One of the best ways to do this is to ask people, even people you don’t know, what they’re reading. This could be people you see around school or your neighbourhood. If you recognize the book, then you may have found a fellow book nerd! Ask them what they think of the book, then share your thoughts. I was once in an airport waiting for a flight delay, and the guy next to me was reading a book by the same author I was reading at that time. I mustered up my courage and asked him what he thought, and we had a nice conversation. I have several friends around my school who I see reading a lot. While I don’t necessarily spend much time with them otherwise, we keep each other updated on our reading progress. I also bring a book with me wherever I am, to give other potential reading friends the chance to do the same for me.

2. Go to the library

Another excellent place to find bookish friends is the library. At school, I often drag my friends to the library at lunch breaks and so on, to show them books I think they should read. Sometimes the exchange in recommendations is mutual. Even if your friends don’t want to go to the library, it’s a good place to find other readers. Your local library may have a teen book club, or your school might have a reading group. If you join these groups, you may meet reader buddies.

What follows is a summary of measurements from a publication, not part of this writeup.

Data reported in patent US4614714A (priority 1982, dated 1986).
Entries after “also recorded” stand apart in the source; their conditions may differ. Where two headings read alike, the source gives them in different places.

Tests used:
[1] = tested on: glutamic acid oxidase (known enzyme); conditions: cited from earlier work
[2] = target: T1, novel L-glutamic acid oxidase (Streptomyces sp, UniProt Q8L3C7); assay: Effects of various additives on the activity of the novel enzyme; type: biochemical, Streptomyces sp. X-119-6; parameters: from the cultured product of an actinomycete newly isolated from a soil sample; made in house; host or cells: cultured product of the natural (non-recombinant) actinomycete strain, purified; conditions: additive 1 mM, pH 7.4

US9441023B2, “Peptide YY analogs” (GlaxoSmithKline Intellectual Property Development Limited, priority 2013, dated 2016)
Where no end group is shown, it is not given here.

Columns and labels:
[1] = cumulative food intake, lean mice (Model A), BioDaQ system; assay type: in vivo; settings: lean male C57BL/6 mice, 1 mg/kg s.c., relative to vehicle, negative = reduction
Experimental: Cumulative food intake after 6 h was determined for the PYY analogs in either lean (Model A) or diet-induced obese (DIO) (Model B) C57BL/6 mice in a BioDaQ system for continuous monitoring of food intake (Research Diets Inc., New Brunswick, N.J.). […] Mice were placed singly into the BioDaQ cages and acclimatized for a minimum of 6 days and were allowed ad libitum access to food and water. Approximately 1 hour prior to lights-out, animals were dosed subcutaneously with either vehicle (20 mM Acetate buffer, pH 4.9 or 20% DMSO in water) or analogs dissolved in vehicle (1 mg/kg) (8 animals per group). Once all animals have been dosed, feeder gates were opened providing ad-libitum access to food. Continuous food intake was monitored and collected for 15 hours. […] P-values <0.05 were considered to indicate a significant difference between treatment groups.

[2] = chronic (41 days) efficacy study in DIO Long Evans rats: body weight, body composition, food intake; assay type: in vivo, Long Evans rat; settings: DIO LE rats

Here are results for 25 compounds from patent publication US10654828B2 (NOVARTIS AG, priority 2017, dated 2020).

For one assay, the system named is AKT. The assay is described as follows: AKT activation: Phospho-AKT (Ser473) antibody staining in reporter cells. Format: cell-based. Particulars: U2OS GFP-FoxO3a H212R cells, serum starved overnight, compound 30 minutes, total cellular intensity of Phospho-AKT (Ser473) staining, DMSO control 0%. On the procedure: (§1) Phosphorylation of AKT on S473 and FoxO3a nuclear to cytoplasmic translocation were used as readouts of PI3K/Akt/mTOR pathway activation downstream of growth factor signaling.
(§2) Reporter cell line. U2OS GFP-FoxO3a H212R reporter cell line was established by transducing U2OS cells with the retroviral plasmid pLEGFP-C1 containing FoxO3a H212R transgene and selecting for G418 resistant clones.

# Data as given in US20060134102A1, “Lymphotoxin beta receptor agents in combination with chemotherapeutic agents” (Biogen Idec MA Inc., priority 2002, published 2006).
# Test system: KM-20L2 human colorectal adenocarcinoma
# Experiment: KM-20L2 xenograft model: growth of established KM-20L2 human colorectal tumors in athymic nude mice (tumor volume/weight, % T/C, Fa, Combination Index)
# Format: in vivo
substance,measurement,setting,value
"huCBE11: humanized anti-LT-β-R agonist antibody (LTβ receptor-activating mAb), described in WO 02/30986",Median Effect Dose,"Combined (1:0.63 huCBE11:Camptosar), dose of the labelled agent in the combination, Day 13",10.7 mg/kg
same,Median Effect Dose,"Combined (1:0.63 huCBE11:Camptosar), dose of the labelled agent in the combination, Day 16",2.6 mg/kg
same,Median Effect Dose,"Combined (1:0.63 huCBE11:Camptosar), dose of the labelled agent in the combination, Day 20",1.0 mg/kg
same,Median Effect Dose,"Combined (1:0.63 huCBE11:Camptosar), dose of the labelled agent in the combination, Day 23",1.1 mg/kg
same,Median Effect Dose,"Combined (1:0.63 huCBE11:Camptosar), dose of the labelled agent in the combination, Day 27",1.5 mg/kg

3. Check out lists of upcoming and bestselling books

Reading hyped books is a good way to guarantee that you’ll have at least some books in common. My friends may not know of the Swedish witch books I’m really into (The Circle by Sara Elfgren and Mats Strandberg, if you’re curious), but at the very least, we have John Green and Marissa Meyer in common. Possessing said books is even better; when I had Winter as a new release, I lent it to a series of curious friends, and then we could all talk about it. 60